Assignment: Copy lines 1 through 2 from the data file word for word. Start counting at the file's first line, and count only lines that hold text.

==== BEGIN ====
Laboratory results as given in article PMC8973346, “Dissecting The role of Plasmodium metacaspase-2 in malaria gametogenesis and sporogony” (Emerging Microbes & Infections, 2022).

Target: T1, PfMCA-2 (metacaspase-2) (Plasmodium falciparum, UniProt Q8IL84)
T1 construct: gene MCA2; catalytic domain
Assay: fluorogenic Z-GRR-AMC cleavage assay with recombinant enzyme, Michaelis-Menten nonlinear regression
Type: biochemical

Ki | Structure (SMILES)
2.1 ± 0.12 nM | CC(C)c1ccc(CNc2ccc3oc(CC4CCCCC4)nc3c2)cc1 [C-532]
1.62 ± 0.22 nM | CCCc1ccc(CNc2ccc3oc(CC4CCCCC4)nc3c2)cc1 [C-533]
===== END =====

Laboratory results as given in article PMC8973346, “Dissecting The role of Plasmodium metacaspase-2 in malaria gametogenesis and sporogony” (Emerging Microbes & Infections, 2022).

Target: T1, PfMCA-2 (metacaspase-2) (Plasmodium falciparum, UniProt Q8IL84)